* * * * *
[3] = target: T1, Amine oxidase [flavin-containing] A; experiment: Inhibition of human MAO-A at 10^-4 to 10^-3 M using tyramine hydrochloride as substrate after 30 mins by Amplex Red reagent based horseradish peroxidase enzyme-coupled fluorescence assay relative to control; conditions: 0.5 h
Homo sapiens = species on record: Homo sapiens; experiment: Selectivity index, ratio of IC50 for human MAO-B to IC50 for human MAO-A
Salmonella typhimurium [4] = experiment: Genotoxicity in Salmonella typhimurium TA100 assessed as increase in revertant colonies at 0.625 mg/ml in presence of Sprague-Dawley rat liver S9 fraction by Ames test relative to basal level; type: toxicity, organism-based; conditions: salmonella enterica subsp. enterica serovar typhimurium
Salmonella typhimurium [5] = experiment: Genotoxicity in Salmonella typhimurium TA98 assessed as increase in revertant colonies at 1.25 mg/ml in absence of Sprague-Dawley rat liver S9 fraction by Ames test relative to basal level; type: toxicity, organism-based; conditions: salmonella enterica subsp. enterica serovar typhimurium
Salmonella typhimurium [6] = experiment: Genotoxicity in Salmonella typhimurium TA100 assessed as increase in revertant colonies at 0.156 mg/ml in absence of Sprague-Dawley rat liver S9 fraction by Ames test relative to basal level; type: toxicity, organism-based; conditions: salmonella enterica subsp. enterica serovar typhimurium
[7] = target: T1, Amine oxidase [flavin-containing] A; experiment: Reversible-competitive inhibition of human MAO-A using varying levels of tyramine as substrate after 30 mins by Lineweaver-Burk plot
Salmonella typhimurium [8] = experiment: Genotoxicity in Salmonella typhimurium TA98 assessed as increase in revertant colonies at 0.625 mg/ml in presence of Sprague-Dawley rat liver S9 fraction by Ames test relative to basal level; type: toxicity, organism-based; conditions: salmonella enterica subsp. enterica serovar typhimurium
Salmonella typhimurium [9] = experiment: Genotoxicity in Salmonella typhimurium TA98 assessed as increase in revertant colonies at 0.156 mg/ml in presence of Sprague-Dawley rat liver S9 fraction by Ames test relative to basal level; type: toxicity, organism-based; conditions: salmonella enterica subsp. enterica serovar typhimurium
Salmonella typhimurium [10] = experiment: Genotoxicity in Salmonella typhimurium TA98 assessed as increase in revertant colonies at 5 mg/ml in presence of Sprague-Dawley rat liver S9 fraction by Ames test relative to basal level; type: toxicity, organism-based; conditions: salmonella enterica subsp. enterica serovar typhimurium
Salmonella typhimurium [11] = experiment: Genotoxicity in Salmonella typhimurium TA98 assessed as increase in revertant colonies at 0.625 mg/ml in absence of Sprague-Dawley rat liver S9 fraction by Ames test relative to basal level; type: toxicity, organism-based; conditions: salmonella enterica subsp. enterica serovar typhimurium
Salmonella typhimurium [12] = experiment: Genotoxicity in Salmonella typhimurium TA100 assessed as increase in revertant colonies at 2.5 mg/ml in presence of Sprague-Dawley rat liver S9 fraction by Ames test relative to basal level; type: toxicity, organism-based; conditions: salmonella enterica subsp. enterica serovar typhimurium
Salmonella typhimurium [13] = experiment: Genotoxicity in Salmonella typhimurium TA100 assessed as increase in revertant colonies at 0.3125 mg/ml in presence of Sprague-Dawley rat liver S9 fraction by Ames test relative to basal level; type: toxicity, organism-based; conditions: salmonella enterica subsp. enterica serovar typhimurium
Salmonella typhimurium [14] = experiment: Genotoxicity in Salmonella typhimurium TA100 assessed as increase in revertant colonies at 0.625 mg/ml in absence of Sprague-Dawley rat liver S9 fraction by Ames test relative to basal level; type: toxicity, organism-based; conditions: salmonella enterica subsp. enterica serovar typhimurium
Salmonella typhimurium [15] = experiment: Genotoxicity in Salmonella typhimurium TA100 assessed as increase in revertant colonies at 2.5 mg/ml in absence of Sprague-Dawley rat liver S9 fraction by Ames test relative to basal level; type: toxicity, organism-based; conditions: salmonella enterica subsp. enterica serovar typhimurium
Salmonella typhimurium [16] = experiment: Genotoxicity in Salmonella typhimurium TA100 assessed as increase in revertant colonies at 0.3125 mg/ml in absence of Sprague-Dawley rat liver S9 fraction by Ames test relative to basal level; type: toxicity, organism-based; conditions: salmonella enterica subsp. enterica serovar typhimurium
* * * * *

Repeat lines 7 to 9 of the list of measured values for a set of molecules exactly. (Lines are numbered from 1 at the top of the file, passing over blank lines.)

Salmonella typhimurium [8] = experiment: Genotoxicity in Salmonella typhimurium TA98 assessed as increase in revertant colonies at 0.625 mg/ml in presence of Sprague-Dawley rat liver S9 fraction by Ames test relative to basal level; type: toxicity, organism-based; conditions: salmonella enterica subsp. enterica serovar typhimurium
Salmonella typhimurium [9] = experiment: Genotoxicity in Salmonella typhimurium TA98 assessed as increase in revertant colonies at 0.156 mg/ml in presence of Sprague-Dawley rat liver S9 fraction by Ames test relative to basal level; type: toxicity, organism-based; conditions: salmonella enterica subsp. enterica serovar typhimurium
Salmonella typhimurium [10] = experiment: Genotoxicity in Salmonella typhimurium TA98 assessed as increase in revertant colonies at 5 mg/ml in presence of Sprague-Dawley rat liver S9 fraction by Ames test relative to basal level; type: toxicity, organism-based; conditions: salmonella enterica subsp. enterica serovar typhimurium